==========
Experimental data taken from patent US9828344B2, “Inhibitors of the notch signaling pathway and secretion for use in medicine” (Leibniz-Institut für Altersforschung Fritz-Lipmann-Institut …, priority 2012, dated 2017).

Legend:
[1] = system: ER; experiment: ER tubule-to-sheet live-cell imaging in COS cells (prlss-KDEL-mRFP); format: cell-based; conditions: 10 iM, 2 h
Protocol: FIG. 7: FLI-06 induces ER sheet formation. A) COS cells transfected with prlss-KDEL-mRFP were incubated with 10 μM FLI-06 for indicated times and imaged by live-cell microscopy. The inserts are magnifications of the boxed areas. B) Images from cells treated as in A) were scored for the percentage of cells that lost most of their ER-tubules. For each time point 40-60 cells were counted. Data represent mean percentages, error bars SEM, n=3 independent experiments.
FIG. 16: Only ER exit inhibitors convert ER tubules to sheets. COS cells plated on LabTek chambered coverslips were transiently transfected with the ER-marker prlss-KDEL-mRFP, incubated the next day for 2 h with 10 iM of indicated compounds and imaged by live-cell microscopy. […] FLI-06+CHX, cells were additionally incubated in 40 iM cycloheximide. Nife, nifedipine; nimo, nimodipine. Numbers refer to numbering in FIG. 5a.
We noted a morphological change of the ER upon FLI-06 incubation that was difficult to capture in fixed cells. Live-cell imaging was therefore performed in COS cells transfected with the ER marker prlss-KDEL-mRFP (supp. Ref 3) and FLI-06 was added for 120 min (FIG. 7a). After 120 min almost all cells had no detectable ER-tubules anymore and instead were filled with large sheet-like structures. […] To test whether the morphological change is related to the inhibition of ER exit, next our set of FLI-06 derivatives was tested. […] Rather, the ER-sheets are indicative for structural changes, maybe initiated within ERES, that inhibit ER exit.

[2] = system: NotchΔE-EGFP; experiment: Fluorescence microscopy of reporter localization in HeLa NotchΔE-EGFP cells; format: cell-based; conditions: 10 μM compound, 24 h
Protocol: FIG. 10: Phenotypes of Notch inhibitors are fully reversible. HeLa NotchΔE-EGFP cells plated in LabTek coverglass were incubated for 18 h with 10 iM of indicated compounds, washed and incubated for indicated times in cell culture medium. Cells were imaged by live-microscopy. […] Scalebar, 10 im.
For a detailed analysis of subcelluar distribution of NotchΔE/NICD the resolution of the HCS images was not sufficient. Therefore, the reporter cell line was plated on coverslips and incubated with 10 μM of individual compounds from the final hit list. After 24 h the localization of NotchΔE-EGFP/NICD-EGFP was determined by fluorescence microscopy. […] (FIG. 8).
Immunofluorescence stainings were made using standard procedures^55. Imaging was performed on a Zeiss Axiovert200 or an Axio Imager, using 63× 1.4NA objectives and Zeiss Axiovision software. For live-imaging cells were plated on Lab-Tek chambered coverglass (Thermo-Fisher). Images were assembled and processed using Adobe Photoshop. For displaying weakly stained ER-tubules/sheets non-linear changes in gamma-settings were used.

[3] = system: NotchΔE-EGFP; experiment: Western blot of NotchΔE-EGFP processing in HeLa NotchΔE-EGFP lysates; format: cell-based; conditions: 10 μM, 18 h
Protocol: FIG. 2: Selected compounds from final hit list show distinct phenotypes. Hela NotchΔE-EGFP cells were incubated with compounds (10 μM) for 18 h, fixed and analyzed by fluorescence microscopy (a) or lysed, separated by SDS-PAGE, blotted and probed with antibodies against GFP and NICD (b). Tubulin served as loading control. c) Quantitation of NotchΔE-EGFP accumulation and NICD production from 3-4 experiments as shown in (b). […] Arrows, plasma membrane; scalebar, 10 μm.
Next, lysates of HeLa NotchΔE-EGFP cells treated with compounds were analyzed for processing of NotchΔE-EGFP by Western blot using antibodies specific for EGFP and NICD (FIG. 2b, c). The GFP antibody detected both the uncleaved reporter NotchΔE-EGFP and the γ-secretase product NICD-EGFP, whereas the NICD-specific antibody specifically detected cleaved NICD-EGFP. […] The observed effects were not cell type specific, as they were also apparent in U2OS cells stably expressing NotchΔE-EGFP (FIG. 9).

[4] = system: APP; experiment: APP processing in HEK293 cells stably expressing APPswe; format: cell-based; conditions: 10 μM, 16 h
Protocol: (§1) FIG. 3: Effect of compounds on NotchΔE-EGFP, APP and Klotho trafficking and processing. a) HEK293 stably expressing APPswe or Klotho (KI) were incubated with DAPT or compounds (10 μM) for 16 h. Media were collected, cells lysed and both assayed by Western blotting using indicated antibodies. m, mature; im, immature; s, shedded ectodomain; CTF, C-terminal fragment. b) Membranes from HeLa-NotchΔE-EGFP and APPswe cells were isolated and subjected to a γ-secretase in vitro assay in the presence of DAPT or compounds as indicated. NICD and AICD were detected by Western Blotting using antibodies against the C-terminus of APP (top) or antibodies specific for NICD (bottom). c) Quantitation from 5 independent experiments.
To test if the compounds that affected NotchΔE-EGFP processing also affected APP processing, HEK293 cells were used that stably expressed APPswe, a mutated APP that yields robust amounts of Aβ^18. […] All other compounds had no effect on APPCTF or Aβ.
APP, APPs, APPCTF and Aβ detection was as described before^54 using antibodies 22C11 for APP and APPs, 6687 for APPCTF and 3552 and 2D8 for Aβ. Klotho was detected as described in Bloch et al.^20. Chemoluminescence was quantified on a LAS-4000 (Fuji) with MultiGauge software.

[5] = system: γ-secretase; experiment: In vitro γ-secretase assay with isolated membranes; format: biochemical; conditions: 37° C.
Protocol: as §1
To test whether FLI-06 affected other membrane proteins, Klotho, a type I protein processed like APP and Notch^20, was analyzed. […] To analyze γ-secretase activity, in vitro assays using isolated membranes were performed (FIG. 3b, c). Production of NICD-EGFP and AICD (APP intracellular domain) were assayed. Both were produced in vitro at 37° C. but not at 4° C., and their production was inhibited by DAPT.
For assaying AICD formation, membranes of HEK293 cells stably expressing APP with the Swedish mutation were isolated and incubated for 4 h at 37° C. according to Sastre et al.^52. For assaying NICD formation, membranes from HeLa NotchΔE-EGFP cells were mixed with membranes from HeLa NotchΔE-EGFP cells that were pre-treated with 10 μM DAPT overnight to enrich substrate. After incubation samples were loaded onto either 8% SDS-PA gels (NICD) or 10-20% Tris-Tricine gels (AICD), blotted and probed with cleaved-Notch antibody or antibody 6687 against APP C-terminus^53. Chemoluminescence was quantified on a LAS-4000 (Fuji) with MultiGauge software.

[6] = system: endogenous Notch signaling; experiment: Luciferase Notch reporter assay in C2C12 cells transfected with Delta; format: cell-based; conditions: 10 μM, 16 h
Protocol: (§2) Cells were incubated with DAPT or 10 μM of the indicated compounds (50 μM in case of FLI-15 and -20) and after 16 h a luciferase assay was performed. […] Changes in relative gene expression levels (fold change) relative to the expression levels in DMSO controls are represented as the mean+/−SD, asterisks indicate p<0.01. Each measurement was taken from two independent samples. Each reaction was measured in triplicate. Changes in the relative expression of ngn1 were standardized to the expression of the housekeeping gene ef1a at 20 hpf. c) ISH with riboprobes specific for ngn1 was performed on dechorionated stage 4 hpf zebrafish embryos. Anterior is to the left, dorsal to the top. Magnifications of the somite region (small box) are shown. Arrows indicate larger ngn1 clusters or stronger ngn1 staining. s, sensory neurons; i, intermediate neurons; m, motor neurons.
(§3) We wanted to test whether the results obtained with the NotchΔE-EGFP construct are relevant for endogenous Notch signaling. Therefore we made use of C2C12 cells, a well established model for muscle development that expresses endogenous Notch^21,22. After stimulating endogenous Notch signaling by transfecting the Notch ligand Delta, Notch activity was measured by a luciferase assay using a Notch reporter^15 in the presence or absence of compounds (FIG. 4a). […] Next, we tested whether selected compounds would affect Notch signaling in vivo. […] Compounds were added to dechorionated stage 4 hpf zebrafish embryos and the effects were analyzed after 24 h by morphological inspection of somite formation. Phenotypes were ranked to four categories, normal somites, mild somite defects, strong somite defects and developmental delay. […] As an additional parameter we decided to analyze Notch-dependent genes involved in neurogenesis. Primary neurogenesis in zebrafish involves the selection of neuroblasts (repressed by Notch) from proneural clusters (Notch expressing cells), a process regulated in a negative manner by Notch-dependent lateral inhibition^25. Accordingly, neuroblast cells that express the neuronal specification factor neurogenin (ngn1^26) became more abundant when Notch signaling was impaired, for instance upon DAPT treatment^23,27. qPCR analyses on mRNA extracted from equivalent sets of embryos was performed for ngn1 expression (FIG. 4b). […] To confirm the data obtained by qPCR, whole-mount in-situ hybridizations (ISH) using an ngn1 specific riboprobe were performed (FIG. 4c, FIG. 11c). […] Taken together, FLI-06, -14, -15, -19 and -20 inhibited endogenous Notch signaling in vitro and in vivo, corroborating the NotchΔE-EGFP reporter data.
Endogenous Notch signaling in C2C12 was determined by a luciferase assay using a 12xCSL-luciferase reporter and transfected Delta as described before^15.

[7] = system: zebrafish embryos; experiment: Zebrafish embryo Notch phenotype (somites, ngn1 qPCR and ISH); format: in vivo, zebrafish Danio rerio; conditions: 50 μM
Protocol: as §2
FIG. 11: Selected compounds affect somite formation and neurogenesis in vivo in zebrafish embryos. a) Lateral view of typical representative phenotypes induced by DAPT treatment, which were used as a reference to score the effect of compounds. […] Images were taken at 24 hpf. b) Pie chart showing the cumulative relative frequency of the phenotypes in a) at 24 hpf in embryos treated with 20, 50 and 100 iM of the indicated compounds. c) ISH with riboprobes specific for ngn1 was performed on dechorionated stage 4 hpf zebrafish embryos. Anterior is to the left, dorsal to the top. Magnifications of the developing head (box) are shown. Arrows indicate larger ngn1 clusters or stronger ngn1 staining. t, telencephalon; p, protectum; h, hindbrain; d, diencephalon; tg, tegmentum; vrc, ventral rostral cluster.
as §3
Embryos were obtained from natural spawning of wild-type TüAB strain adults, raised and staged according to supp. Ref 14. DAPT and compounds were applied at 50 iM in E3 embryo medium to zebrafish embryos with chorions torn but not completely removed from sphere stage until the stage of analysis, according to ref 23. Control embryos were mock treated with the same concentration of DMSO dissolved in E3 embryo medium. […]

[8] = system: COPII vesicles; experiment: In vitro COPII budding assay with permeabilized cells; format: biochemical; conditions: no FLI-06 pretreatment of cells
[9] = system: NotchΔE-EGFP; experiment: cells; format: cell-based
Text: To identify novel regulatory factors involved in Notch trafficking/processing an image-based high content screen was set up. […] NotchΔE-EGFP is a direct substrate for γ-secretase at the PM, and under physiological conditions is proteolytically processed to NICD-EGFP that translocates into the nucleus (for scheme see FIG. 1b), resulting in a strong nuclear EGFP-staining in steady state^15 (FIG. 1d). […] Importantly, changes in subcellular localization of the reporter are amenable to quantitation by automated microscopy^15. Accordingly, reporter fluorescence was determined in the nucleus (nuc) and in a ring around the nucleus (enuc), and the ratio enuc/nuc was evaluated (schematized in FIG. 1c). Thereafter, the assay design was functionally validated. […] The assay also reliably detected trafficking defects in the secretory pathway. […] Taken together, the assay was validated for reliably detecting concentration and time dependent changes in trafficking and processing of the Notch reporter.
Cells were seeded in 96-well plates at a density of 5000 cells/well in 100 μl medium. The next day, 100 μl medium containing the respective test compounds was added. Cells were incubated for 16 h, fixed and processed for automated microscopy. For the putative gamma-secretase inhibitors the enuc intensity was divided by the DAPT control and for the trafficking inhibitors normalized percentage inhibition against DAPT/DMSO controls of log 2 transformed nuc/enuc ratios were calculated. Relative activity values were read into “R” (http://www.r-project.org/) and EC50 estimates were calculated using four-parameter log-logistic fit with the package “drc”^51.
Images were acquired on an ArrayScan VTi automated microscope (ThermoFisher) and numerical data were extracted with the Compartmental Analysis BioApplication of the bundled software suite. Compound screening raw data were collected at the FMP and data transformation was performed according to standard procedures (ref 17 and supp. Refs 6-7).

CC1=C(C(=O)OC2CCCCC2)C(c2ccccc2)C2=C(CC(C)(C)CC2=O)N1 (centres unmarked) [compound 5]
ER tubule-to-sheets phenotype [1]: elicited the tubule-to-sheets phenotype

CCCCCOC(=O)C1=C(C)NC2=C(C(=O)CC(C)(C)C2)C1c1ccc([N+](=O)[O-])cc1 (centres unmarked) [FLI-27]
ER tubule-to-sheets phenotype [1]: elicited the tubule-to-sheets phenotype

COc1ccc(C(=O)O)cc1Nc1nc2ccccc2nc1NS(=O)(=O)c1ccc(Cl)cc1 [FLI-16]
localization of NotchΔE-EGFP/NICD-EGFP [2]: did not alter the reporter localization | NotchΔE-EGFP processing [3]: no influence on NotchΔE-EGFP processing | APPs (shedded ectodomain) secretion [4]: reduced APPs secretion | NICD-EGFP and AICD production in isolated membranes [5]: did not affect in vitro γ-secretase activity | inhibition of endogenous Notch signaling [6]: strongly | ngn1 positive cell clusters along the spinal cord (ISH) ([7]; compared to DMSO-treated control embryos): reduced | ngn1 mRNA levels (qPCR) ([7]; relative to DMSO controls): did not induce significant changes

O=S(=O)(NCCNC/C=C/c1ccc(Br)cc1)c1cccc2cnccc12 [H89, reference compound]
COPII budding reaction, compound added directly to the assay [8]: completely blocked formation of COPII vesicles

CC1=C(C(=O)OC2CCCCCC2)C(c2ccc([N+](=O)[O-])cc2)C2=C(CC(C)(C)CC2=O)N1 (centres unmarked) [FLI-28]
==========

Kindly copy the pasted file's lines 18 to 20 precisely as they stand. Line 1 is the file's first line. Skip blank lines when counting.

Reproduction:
[5] = system: γ-secretase; experiment: In vitro γ-secretase assay with isolated membranes; format: biochemical; conditions: 37° C.
Protocol: as §1
To test whether FLI-06 affected other membrane proteins, Klotho, a type I protein processed like APP and Notch^20, was analyzed. […] To analyze γ-secretase activity, in vitro assays using isolated membranes were performed (FIG. 3b, c). Production of NICD-EGFP and AICD (APP intracellular domain) were assayed. Both were produced in vitro at 37° C. but not at 4° C., and their production was inhibited by DAPT.